6 Blackeye Pea Dishes for a Prosperous New Year
We’re all hopeful for a new year filled with good fortune. And in the South, tradition (and superstition) dictates indulging in foods that hold the promise of prosperity. For example, it’s said that blackeye peas resemble coins or closed circles, signifying the end of one year and prosperity in the next, while greens, by their very color, represent wealth. And because pigs root forward as they eat, pork is thought to symbolize moving in a positive direction in the new year. So why not embrace these food traditions, and dig in with family and friends? You never know what kind of positivity they could bring.
Simple Slow Cooker Blackeye Peas
A classic dump & go recipe for the slow cooker, no hands-on attention is required for this simple favorite. The deep flavors come together all by themselves.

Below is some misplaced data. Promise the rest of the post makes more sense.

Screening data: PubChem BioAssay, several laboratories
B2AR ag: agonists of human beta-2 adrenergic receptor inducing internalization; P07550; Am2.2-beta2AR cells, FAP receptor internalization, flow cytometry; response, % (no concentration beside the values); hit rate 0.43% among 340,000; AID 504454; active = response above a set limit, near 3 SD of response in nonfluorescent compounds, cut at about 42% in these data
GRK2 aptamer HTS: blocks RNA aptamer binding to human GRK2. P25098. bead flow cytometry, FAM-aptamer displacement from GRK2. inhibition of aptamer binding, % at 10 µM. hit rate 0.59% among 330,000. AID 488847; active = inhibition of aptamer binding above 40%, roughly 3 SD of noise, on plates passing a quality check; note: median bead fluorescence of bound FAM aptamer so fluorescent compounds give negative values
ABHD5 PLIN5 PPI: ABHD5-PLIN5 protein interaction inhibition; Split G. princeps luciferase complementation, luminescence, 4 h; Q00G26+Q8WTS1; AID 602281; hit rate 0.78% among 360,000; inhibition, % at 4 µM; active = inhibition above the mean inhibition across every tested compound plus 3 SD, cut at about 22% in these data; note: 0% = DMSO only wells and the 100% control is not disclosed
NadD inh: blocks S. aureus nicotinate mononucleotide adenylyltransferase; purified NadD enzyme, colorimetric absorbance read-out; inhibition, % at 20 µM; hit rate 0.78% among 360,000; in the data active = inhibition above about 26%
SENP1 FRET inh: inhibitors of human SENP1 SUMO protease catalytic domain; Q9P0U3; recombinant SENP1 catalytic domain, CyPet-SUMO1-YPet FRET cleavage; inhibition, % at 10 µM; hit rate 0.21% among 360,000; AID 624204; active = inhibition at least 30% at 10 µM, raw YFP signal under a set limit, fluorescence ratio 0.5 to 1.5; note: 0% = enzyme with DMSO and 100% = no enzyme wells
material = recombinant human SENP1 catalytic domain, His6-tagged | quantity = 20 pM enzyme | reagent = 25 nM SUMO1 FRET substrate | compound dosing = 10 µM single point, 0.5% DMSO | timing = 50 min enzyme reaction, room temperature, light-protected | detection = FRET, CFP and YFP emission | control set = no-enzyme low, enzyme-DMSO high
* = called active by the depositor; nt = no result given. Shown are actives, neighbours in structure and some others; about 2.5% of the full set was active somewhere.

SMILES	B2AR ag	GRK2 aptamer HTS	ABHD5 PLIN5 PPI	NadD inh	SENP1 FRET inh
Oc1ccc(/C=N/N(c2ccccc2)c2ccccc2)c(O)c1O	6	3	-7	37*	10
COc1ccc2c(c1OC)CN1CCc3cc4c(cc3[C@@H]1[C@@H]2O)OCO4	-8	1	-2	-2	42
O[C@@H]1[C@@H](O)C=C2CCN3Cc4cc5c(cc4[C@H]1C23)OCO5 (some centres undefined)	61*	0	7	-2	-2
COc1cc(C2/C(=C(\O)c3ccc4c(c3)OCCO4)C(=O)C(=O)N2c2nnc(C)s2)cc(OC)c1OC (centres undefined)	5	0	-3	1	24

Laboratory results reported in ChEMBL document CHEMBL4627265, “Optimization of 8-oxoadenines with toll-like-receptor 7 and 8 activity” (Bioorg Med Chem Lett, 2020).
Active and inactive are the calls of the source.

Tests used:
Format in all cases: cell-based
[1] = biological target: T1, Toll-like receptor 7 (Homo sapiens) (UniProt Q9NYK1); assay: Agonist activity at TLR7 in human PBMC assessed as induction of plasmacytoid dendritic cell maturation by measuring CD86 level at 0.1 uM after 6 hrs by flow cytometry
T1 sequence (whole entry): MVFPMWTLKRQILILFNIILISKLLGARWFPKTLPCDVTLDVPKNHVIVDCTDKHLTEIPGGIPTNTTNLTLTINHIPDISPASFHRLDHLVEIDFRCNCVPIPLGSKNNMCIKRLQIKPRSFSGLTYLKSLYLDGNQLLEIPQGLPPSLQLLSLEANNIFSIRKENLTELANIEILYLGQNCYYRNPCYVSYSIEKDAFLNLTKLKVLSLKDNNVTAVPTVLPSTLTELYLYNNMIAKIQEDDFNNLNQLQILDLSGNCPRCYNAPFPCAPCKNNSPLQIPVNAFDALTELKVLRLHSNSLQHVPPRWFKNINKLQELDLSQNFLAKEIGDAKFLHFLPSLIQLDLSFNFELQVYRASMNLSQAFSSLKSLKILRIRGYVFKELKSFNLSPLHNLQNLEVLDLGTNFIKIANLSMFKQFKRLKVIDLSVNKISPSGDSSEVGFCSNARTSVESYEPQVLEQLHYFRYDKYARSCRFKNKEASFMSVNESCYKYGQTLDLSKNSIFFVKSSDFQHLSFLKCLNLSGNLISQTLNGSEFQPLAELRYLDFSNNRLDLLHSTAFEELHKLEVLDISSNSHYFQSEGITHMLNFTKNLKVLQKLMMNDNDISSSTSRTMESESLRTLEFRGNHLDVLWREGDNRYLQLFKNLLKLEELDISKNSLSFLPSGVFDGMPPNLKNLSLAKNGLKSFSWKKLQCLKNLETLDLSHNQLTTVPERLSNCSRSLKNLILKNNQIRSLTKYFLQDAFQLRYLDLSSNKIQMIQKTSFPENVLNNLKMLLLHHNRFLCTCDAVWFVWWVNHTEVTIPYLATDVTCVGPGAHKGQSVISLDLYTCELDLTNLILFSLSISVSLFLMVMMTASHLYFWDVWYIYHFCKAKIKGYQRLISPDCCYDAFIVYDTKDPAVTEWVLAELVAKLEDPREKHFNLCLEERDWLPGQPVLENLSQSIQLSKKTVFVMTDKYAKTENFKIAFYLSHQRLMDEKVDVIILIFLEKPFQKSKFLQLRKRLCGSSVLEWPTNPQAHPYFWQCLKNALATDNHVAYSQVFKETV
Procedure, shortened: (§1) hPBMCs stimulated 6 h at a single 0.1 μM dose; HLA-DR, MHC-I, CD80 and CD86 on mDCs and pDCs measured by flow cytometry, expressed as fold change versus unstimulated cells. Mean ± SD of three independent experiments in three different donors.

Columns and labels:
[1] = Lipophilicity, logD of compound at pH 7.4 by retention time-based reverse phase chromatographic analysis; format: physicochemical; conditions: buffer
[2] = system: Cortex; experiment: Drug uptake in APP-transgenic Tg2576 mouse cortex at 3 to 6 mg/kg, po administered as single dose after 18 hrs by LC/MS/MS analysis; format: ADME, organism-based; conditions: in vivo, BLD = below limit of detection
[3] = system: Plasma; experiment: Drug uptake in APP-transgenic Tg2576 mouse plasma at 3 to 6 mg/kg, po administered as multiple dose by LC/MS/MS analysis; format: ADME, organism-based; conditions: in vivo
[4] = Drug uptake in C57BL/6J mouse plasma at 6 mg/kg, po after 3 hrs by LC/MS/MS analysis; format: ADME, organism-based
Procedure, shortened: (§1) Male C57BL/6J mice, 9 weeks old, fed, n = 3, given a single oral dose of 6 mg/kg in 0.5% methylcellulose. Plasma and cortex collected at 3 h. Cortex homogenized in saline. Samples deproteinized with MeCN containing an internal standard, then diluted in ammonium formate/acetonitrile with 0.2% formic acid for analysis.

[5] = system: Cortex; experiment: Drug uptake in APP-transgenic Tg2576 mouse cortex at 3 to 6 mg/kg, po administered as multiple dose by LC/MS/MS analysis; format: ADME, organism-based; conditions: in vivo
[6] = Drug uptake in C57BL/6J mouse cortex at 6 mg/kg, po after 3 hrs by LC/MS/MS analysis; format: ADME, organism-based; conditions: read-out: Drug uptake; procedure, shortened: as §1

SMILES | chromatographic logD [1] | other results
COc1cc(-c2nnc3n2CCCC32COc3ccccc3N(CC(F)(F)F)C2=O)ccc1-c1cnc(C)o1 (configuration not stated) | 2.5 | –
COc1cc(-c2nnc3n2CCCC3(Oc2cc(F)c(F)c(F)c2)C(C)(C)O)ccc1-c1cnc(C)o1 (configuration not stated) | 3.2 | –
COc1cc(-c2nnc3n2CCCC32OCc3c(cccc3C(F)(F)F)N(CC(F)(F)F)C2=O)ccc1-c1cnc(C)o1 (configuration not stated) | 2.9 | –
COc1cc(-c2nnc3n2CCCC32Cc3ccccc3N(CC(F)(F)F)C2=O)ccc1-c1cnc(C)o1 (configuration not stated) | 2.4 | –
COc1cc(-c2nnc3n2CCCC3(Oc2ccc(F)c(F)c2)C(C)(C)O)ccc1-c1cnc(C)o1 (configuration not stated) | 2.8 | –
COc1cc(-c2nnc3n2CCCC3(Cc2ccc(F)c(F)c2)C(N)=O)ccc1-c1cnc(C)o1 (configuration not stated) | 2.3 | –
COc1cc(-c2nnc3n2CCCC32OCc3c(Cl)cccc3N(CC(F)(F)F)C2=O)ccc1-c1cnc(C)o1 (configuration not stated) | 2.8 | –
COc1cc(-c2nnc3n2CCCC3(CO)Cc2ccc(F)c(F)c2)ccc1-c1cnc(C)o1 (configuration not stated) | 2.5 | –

The Best Meatless Blackeye Peas
Hearty, healthy, and full of nuanced flavor from a variety of veggies, seasonings, and spices, these vegetarian blackeye peas benefit from a final addition of balsamic vinegar.
Garlicky Shrimp and Blackeye Peas
This dish is perfect for celebrations and get-togethers, especially New Year’s. Putting two Southern favorites together in one dish — blackeye peas and Gulf shrimp — makes for a wonderful combination that everyone loves.
Blackeye Peas & Sausage
This easy, make-ahead recipe includes directions for prepping and freezing the ingredients beforehand. When ready to use, simply dump the ingredients into a slow cooker along with blackeye peas, water, and broth, and cook for 5-6 hours till tender and delicious.
Potlikker Greens with Blackeye Peas
Potlikker is the tasty, nutritious broth left behind after simmering a pot of collard, turnip, or mustard greens. And both the broth and the greens are particularly delicious when combined with blackeye peas. Get your full-on combo for good luck in the new year with this traditional southern staple.
A lowcountry classic, Hoppin’ John is one of the simplest and most humble of the region’s favorite dishes. This version, made with blackeye peas, ham hocks, onion, rice and seasonings, is southern comfort food at its finest.